Saturday, March 10, 2012

How to Use a Scalpel and Make Dr. Halsted Proud

We all know how to hold a 15 blade scalpel, as shown above, but the 15 blade is not always used to its best advantage.  Many people still hold the handle vertically as they are inscribing their cuts, and paradoxically (perhaps to gain more control over the blade) flattening out the blade when at the tip of an ellipse.  Here's a short primer on how to handle a 15 blade:

Think of a scalpel blade as a saw.  Since there are teeth on a saw, you draw the saw across the wood so as to use the teeth to cut the surface of the wood.  If you look at a scalpel blade, there are similarly little serrations on the blade similar to the teeth of a saw.  So, rather than imagining that the super sharp blade  separates the tissue, think of the serrations as cutting through like a saw.

When inscribing either an arc or a straight line, keeping the blade perpendicular to the skin but the handle at a fairly small (< 30 degree) angle, draw your scalpel down the line you have either pre-drawn or imagined in your mind.  This allows the scalpel blade to work like a keel, keeping the line straight and preventing the pushing of tissue ahead of the blade, making a nice, clean cut.  Use the belly of the blade (which, if you are holding the scalpel correctly, you will) and draw your hand toward you if possible.

If, on the other hand, you are making an arc that is more sharply angled, or if you are approaching the tip of the ellipse, bring the handle up more vertically, closer to forming a right angle with the cutting surface.  This will make the cutting surface the shoulder of the blade, which allows for finer, more sharply angled cuts, but requires more control from the surgeon.  One uses less of a stroking motion with the blade, and usually there is more pressure applied to the blade when using it thusly.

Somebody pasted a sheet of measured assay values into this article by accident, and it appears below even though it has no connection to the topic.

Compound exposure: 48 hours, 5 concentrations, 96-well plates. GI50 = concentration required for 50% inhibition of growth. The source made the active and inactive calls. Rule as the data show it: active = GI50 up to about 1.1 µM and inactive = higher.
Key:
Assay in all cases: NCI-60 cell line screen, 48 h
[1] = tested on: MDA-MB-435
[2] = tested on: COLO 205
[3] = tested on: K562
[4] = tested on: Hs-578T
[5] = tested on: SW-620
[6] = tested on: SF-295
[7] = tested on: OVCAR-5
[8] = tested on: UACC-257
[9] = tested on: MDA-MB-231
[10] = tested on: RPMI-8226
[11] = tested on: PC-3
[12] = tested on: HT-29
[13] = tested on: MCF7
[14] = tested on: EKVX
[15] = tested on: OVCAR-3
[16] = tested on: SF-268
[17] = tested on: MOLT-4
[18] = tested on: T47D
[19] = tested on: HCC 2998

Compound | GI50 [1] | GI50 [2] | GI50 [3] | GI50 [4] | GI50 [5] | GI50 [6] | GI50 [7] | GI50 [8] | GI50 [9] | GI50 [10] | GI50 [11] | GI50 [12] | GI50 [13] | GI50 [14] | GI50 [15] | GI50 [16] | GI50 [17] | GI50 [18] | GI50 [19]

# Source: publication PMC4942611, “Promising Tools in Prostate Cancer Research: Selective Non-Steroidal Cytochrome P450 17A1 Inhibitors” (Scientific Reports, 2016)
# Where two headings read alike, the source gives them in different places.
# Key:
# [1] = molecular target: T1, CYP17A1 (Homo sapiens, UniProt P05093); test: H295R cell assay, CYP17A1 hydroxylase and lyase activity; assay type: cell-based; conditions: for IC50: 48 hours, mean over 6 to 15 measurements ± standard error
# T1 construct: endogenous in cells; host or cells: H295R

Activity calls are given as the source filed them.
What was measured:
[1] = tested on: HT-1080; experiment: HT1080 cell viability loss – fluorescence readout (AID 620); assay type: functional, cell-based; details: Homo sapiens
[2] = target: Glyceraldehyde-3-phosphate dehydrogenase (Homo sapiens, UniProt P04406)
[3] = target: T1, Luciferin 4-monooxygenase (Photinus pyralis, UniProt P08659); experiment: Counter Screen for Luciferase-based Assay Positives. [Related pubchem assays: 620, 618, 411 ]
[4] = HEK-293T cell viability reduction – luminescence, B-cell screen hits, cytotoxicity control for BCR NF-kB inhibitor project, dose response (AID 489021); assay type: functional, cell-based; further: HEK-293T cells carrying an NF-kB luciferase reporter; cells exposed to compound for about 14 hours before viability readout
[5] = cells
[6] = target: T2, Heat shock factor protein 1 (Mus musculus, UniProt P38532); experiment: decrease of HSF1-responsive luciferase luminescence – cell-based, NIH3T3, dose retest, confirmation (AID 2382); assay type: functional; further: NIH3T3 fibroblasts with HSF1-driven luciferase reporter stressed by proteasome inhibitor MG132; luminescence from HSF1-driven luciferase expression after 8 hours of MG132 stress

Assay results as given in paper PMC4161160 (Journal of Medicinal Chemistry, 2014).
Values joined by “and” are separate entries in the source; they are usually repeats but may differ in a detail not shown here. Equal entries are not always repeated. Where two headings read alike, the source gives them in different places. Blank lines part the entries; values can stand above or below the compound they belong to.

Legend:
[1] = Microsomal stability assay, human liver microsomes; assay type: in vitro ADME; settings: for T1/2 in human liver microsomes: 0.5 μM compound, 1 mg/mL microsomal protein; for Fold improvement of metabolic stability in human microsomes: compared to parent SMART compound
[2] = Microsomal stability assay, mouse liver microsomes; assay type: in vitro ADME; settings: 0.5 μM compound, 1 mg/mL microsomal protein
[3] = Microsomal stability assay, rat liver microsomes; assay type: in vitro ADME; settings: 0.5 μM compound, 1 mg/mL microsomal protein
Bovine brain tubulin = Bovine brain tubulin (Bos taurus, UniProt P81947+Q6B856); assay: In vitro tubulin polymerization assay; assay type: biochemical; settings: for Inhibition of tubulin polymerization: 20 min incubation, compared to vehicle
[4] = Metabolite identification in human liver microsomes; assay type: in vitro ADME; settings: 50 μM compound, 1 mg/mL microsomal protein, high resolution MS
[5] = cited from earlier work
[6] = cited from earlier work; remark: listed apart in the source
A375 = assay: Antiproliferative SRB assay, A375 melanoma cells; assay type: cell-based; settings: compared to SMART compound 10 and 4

As an additional point, when cutting ellipses on a flat surface (the pretibial region is an exception to this), the usual ration of length to width is 3:1.  If I'm operating on an engineer, I tell them it is Pi:1, because that intrigues them enough to make them stop asking questions about the current of the hyfrecator.

If operating on a concave surface, we tend to shorten the length of the incision, and if on a convex surface, we lengthen it.  We usually, but not always, work parallel to the relaxed skin tension lines and we try to, of course, evert the wound edges on closure, but that's a story for another day.

Back in the day, William Halsted was the head of surgery at Johns Hopkins, and was in many ways the father of modern surgical training, but he had an annoying habit.  If any of his "boys" held the scalpel wrong or used it incorrectly, he would rap them sharply across the knuckle with whichever instrument he was holding at the time, which as you can imagine, hurt like a son of a gun. Amazingly, he was never killed by one of his "boys", and lived to the ripe old age of seventy.  As a side note, his teaching method may have been explained by his alleged addiction to cocaine.  Apparently, it made him jumpy.


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